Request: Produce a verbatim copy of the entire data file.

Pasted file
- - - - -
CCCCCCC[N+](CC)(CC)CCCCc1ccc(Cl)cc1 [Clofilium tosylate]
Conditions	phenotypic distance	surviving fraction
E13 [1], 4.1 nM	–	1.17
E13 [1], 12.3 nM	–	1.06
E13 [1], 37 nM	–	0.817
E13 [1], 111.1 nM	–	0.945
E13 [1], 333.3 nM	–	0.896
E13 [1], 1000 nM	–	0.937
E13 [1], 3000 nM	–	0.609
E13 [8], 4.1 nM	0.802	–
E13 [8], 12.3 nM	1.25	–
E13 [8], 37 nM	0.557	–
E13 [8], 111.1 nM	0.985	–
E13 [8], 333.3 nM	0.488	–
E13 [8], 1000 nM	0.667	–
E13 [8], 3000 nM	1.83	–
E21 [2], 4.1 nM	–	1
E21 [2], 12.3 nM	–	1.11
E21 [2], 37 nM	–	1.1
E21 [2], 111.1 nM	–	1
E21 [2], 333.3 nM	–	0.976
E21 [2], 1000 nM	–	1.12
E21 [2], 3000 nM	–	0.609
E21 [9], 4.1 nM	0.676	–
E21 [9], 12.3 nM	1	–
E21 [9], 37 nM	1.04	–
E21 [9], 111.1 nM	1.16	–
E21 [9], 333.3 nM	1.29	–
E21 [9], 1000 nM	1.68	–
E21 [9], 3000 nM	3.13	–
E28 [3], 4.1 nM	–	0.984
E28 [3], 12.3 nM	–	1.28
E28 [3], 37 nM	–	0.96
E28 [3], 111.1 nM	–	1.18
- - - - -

CCCCCCC[N+](CC)(CC)CCCCc1ccc(Cl)cc1 [Clofilium tosylate]
Conditions	phenotypic distance	surviving fraction
E13 [1], 4.1 nM	–	1.17
E13 [1], 12.3 nM	–	1.06
E13 [1], 37 nM	–	0.817
E13 [1], 111.1 nM	–	0.945
E13 [1], 333.3 nM	–	0.896
E13 [1], 1000 nM	–	0.937
E13 [1], 3000 nM	–	0.609
E13 [8], 4.1 nM	0.802	–
E13 [8], 12.3 nM	1.25	–
E13 [8], 37 nM	0.557	–
E13 [8], 111.1 nM	0.985	–
E13 [8], 333.3 nM	0.488	–
E13 [8], 1000 nM	0.667	–
E13 [8], 3000 nM	1.83	–
E21 [2], 4.1 nM	–	1
E21 [2], 12.3 nM	–	1.11
E21 [2], 37 nM	–	1.1
E21 [2], 111.1 nM	–	1
E21 [2], 333.3 nM	–	0.976
E21 [2], 1000 nM	–	1.12
E21 [2], 3000 nM	–	0.609
E21 [9], 4.1 nM	0.676	–
E21 [9], 12.3 nM	1	–
E21 [9], 37 nM	1.04	–
E21 [9], 111.1 nM	1.16	–
E21 [9], 333.3 nM	1.29	–
E21 [9], 1000 nM	1.68	–
E21 [9], 3000 nM	3.13	–
E28 [3], 4.1 nM	–	0.984
E28 [3], 12.3 nM	–	1.28
E28 [3], 37 nM	–	0.96
E28 [3], 111.1 nM	–	1.18